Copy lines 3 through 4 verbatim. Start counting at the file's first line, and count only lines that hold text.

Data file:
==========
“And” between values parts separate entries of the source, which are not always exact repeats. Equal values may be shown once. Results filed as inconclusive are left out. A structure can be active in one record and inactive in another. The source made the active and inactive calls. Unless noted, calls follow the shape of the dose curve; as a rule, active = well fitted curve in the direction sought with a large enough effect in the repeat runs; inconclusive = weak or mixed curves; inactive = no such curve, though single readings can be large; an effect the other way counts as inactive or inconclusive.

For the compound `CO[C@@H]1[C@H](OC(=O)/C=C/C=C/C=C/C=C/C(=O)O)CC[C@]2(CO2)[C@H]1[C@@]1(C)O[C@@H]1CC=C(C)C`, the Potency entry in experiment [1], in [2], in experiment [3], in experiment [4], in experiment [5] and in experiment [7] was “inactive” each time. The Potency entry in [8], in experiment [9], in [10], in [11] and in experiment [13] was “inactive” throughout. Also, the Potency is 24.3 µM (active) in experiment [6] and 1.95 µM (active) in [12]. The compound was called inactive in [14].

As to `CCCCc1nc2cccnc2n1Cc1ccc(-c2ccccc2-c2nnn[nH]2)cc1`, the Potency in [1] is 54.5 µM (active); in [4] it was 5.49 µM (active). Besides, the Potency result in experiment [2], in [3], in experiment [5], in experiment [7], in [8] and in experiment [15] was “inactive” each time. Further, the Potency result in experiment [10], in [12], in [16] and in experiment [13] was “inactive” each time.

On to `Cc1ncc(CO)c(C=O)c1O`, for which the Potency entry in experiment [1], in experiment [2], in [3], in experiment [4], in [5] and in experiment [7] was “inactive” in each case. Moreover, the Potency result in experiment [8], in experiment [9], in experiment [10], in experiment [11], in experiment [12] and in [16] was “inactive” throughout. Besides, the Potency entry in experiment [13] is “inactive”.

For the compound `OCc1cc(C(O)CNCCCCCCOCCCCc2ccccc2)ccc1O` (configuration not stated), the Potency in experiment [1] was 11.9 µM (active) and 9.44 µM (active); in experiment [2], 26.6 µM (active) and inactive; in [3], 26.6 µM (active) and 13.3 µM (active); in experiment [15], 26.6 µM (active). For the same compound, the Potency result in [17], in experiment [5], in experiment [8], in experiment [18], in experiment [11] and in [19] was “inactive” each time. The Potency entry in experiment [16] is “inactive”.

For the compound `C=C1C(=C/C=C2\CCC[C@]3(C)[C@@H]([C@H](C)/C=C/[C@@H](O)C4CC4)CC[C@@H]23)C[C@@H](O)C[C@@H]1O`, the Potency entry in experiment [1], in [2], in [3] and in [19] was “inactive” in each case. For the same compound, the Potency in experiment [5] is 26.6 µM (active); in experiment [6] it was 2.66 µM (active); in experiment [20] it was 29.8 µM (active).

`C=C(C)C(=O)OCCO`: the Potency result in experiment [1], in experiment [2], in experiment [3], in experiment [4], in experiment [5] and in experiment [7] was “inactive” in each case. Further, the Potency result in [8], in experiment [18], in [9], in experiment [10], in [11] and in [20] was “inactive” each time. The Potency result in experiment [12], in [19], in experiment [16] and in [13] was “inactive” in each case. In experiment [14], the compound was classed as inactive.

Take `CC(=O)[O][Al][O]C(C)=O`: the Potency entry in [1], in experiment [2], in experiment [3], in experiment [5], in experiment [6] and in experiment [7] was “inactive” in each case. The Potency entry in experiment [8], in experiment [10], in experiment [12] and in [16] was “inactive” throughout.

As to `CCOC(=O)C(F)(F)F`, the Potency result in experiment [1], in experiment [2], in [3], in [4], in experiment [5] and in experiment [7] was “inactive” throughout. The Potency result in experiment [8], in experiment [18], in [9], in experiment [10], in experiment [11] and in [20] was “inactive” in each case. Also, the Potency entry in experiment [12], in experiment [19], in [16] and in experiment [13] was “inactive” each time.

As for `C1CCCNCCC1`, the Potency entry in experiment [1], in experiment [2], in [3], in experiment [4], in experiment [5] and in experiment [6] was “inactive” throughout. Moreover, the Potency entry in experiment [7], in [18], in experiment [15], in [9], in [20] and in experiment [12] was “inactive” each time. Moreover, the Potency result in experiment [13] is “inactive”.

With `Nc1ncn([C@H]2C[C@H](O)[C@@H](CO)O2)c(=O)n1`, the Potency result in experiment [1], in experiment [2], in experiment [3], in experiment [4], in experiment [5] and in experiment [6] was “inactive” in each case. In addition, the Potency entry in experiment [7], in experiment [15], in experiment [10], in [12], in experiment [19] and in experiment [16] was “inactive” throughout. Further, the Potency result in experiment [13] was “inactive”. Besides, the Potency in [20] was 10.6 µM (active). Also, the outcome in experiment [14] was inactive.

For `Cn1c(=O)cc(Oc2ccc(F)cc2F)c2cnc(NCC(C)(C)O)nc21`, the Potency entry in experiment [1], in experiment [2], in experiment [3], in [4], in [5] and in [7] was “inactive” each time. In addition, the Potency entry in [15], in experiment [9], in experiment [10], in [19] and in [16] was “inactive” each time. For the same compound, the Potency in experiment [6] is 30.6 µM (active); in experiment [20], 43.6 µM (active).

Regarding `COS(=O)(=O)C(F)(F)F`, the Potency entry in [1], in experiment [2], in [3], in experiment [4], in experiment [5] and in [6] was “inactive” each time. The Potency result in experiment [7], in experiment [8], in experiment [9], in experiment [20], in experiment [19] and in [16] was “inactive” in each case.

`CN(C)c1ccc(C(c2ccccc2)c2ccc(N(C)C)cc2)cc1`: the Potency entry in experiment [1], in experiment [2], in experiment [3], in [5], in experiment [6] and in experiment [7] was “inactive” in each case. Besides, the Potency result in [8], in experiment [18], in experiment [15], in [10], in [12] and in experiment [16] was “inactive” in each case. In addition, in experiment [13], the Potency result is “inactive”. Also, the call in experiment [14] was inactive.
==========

As to `CCCCc1nc2cccnc2n1Cc1ccc(-c2ccccc2-c2nnn[nH]2)cc1`, the Potency in [1] is 54.5 µM (active); in [4] it was 5.49 µM (active). Besides, the Potency result in experiment [2], in [3], in experiment [5], in experiment [7], in [8] and in experiment [15] was “inactive” each time. Further, the Potency result in experiment [10], in [12], in [16] and in experiment [13] was “inactive” each time.

On to `Cc1ncc(CO)c(C=O)c1O`, for which the Potency entry in experiment [1], in experiment [2], in [3], in experiment [4], in [5] and in experiment [7] was “inactive” in each case. Moreover, the Potency result in experiment [8], in experiment [9], in experiment [10], in experiment [11], in experiment [12] and in [16] was “inactive” throughout. Besides, the Potency entry in experiment [13] is “inactive”.